Exploring professional standards in waste management in the UK


Professional standards

CIWM trainer Lara Ayris, Owner and Managing Director, WPS Compliance Consulting, reviews professional standards in the sector and highlights where she believes there is room for improvement.

Although there is a wide range of waste legislation relating to the management of wastes and resources, including Duty of Care and Hazardous Waste regulations, there is still very little mandatory requirement for producers of waste to undertake any professional learning or to demonstrate they meet any professional standards in our industry.

One of the roles of CIWM as the professional institution for the waste and resources sector, is to “further and maintain good standards of practice, competence and conduct by all its members”. This is provided through the Chartered Wastes and Resource Manager Competences, CIWM Skills matrix, Members’ code of conduct and the Affiliated Members code of conduct.

professional development
CIWM offer a range of qualifications, formally assessed training courses and a series of Continuing Competence Tests.

All of which require demonstration of continuing professional development. In addition to this the Society for the Environment have further standards/competencies for those who want to demonstrate their professionalism in a more environmentally focused way.

Currently, as a professional working in the sector, there is no formal requirement to obtain and maintain these professional credentials. The only mandatory requirement is for those operating a permitted waste facility, where demonstration of compliance with an approved competence scheme is legally required.

CIWM offer a range of qualifications, formally assessed training courses and a series of Continuing Competence Tests that can be used to demonstrate Operator Competence for holding a waste permit. The range of waste and resource related legislation does not just apply to those who would consider themselves waste professionals. They apply to anyone who handles or produces waste.

Duty of Care is a legal requirement when dealing with certain kinds of waste. It requires reasonable steps to be taken to keep the waste safe, which are set out in the Environmental Protection Act 1990 (EPA). This requirement is applied to a holder of household, commercial and industrial waste (known as controlled waste), and is a self-policing regulation.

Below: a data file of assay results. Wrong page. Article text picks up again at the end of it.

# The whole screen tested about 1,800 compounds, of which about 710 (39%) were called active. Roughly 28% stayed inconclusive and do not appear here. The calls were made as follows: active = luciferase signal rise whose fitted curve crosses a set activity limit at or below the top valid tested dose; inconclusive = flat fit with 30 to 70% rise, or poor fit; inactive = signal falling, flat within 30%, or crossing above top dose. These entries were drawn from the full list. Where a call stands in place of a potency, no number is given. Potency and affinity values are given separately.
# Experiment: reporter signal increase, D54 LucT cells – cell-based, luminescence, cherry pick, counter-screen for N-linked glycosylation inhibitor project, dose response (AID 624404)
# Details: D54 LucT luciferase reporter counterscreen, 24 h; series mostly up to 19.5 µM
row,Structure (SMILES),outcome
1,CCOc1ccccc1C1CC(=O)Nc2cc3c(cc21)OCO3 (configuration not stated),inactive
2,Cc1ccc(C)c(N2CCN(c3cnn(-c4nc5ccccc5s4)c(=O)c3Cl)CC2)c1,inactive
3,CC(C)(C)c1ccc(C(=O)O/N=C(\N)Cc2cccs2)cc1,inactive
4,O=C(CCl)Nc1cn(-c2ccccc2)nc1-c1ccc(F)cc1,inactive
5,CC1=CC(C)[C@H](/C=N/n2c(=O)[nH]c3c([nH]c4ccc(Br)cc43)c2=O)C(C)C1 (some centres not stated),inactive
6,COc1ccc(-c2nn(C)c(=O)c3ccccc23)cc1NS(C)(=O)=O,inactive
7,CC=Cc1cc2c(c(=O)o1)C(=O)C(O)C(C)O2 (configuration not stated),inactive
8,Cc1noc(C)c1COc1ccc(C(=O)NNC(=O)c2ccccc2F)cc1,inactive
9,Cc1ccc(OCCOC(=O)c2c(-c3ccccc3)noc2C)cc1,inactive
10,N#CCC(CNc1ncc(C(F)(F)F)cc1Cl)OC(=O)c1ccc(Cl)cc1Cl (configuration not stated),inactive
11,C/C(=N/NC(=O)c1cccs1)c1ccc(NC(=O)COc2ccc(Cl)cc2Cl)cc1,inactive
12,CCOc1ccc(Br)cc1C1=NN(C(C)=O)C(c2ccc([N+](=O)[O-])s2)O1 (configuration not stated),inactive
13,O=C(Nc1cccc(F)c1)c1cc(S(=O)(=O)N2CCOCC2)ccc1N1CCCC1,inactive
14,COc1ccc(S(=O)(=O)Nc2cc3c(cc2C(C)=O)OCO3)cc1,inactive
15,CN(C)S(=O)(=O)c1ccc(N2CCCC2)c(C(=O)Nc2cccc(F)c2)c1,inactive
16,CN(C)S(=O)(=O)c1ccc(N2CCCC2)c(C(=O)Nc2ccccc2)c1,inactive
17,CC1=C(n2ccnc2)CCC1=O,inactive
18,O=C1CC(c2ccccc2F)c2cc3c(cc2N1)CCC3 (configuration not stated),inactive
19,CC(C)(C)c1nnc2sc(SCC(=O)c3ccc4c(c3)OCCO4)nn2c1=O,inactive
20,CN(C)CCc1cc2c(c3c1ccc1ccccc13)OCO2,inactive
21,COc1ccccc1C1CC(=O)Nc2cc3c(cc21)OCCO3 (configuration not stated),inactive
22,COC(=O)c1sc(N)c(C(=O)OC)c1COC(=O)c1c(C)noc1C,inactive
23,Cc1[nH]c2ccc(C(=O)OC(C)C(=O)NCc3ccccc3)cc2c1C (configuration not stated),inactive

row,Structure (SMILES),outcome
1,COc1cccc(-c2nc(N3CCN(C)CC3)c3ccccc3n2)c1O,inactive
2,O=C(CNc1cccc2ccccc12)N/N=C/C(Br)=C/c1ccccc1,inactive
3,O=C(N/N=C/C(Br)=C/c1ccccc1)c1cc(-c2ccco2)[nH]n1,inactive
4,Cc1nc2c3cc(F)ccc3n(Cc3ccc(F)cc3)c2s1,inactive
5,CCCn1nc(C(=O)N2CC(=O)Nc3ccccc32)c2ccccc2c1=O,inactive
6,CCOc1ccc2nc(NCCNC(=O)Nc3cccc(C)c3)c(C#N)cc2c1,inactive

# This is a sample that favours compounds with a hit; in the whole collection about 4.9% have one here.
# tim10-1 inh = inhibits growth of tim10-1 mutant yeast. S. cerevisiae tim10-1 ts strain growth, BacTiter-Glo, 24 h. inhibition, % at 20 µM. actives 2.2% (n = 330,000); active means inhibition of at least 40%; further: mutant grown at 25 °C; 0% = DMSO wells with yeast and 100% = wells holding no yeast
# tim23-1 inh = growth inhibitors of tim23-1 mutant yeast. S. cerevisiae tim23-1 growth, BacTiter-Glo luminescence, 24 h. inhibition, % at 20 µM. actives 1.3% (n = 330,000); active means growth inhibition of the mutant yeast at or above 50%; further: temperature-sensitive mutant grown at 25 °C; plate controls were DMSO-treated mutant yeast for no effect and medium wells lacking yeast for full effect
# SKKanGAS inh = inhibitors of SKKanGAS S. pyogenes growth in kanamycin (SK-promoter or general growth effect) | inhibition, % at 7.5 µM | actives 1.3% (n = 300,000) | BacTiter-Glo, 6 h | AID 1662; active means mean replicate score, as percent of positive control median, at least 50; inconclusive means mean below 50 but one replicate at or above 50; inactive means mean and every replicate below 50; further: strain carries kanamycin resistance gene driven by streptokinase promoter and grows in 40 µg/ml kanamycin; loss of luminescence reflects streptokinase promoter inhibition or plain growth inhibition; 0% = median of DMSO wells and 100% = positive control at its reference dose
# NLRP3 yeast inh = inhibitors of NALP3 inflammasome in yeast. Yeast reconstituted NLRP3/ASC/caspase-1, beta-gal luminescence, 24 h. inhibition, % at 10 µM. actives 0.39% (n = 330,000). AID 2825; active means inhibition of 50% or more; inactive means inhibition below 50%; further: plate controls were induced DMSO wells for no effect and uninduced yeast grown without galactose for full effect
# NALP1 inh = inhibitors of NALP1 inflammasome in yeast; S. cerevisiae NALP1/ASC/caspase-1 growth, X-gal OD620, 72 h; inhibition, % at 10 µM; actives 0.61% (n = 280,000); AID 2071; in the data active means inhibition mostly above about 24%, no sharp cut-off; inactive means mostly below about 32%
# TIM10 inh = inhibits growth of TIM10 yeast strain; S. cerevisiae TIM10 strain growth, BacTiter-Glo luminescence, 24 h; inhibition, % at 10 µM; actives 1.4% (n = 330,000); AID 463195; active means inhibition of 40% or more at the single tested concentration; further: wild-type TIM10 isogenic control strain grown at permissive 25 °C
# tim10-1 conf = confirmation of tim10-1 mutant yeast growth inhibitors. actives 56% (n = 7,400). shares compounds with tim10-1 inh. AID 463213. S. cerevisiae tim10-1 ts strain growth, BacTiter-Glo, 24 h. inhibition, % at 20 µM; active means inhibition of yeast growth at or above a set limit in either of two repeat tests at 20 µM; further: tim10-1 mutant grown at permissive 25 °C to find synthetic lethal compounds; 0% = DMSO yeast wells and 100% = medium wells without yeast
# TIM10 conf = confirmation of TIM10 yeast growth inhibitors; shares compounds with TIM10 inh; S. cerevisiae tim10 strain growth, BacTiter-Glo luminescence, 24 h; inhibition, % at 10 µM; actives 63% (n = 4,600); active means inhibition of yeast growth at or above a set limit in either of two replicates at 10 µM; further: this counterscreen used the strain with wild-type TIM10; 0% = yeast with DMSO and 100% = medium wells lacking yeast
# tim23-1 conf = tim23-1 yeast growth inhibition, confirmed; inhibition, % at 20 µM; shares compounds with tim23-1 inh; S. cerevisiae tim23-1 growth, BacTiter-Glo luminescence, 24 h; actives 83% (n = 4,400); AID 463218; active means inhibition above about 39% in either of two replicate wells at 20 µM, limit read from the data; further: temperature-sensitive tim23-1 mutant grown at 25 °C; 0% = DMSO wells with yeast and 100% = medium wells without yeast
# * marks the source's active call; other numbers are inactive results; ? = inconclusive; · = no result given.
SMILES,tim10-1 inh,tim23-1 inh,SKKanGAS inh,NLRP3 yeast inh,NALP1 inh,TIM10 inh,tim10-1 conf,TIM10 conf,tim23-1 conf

The Hazardous Waste Regulations 2005 (as amended) form part of a framework for the controlled management of Hazardous Waste (Special Waste in Scotland). It is especially important to have the appropriate knowledge and skills in place to be compliant with waste classification and to manage waste safely without harming the environment or human health.

TrainingHowever, despite this, there is currently no requirement for those who play an integral role in waste classification and movement to demonstrate they are working to any professional standard or have the prerequisite knowledge and understanding.

Although it was consulted on in 2022 there is no fixed timescale in place to ensure waste carriers and waste brokers and anyone else involved in the classification of waste undertake any professional qualifications.

The Waste Legislations Route Map was established in 2014 and unveiled by The Waste & Resources Action Programme (WRAP). It is intended to help local authorities understand their legal obligations and determine whether their waste collection services are compliant with the necessary requirements.

Producer responsibility regulations encompass packaging, electrical and electronic equipment (EEE), batteries and end of life vehicles (ELVs) in the UK. It ensures that businesses who manufacture, import, and sell these products are held accountable for the product’s end-of-life environmental impact.

The environmental regulator in England for producers, producer compliance schemes and treatment facilities is the Environment Agency. Compliance with the schemes relates to targets and data rather than the demonstration of professional standards.

Regardless of the legislation that is in place, best practice needs to be the objective for all waste producers and the waste industry in general. Best practice refers to the areas of the sector that determine waste management performance, establishing a comprehensive strategy, promoting the prevention of waste, and setting an efficient waste collection service that encourages reuse and recycling.

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